It's a pity then that someone hadn't imparted this wisdom to BBC and Baby Cow executives who, for reasons best known to themselves, not only considered, but actually produced and aired Up the Women on BBC2 last night. Had somebody managed to mark their cards, this whole sorry saga might have been avoided.
The premise of writer Jessica Hynes' show was hardly anything to set the pulse racing: A bunch of suffragettes in Edwardian England, based on recognisably stock characters all making dire puns.
That was about the long and tall of it. It was time for a brave man or woman to step forth. But where a resolute 'Thanks, but no thanks," was required the suits wimped out with: "Wonderful Jessy! A suffragette sit-com! How marvellous! Just what the world has been waiting for! How much would you like for it?"
By now you've probably realised that I didn't care too much for Up the Women - at least the five minutes that I actually managed to sit through. If you stayed the distance, respect. I mean it. It opened with a barrage of cheese puns (no kidding) that would have made your average xmas cracker joke seem sophisticated ('The leaning tower of cheesia!!!). I guess downhill was the only possible direction it could go after hitting such comedic heights. It did not disappoint on that score.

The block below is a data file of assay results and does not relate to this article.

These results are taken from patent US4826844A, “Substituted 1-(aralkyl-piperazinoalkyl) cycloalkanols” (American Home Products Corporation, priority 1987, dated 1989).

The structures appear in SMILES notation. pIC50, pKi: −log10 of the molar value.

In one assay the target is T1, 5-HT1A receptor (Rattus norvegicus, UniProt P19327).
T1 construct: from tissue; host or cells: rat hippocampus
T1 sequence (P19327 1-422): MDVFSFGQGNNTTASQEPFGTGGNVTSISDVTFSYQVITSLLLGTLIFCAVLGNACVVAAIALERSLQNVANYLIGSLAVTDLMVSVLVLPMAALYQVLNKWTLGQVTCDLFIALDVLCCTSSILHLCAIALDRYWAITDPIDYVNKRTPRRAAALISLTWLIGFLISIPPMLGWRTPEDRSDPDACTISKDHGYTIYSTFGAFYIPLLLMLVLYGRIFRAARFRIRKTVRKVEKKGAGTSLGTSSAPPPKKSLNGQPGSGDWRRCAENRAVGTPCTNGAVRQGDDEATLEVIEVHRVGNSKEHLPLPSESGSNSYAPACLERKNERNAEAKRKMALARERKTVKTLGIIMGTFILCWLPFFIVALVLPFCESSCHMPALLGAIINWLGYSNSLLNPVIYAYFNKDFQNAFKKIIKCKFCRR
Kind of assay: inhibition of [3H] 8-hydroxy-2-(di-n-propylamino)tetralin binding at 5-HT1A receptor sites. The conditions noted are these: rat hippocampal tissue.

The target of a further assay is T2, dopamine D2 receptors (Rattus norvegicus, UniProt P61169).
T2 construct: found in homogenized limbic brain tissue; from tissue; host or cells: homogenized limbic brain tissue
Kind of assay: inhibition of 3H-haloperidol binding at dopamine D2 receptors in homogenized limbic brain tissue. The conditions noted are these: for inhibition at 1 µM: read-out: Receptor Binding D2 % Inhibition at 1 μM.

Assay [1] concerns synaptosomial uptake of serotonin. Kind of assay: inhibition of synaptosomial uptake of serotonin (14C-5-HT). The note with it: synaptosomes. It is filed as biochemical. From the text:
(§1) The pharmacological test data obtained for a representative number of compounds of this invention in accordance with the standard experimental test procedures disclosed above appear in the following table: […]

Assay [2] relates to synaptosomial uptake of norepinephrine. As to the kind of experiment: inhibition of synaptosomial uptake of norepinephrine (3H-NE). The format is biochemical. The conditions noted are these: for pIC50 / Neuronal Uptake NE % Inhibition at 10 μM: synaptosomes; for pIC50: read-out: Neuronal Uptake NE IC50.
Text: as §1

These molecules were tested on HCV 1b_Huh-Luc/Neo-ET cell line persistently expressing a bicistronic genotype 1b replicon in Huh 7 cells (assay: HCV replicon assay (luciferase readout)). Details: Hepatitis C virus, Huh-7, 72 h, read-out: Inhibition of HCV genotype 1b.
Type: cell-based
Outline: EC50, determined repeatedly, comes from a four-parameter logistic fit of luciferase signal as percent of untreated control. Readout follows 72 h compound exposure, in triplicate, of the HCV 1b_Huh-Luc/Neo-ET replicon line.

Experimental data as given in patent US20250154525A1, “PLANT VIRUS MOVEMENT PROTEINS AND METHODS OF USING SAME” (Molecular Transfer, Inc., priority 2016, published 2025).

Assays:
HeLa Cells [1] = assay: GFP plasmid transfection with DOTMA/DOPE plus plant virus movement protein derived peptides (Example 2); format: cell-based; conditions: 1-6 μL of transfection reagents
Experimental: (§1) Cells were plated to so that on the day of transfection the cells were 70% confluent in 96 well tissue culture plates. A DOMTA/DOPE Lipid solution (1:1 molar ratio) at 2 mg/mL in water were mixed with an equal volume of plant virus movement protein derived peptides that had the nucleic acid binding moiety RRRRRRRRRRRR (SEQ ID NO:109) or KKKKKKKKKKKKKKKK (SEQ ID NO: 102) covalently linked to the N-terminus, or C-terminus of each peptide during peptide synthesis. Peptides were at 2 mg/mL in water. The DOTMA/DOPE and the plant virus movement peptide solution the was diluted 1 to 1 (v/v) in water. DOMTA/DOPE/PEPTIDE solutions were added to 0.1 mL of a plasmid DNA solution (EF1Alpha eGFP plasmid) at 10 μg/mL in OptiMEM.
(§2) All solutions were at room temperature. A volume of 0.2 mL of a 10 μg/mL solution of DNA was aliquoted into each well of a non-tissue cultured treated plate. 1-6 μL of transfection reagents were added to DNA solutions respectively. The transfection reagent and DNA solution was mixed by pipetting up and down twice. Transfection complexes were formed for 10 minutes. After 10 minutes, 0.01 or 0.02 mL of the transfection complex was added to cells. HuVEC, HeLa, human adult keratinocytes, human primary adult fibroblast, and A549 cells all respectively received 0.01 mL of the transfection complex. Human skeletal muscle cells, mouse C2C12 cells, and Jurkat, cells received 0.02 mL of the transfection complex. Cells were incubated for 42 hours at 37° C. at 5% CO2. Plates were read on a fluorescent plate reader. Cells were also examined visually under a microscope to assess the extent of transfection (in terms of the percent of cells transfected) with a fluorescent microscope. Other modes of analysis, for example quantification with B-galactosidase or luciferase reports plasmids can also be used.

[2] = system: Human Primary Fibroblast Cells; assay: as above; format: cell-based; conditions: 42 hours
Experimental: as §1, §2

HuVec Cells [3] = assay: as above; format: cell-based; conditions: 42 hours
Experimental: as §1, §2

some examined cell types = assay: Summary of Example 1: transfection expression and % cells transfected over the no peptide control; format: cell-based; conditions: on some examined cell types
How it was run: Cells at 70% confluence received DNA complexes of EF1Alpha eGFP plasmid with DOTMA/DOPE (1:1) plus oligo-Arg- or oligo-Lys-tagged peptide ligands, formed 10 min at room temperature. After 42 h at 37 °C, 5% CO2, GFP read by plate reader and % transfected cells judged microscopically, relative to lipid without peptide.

It was an odd creation, a sort of throwback to Dad's Army, but without any of the subtlety or finesse of a Perry/Croft script. Apparently the incessant laughter was genuine, prised from a studio audience. But boy did it feel forced. BBC hospitailty had obviously been sent to work: "Another G and T sir? It's on the house. Go, on have a double!" "Don't mind if I do.."
I have a suggestion. The next time BBC Human Resources are planning their staff training, they ought to book their people on a course entitled How to Say No. If nothing else it would look nice on the old CV.
Anyway at least Miss Hynes is happy. And that's what really matters. And the suits are happy too. No awkward explanations. You scratch my back.
I have no doubt that this alleged 'comedy' will end up with others of its ilk, swept under the BBC carpet of duds and favours. There it will join the likes of Celeb, Big Top and Eyes Down and many others. Remember them? Me neither. All this on a meagre budget of 5 billion pounds a year of licence fee cash.
There is a solution however. A very simple way for the corporation to avoid comedic output that has frankly become embarrasing. But it's a radical one. And one not for the feint-hearted. Miss Hynes will almost certainly not be amused - well she'll know how it feels then, won't she? The solution is simple:
Just say No.
1/10 (for the costumes)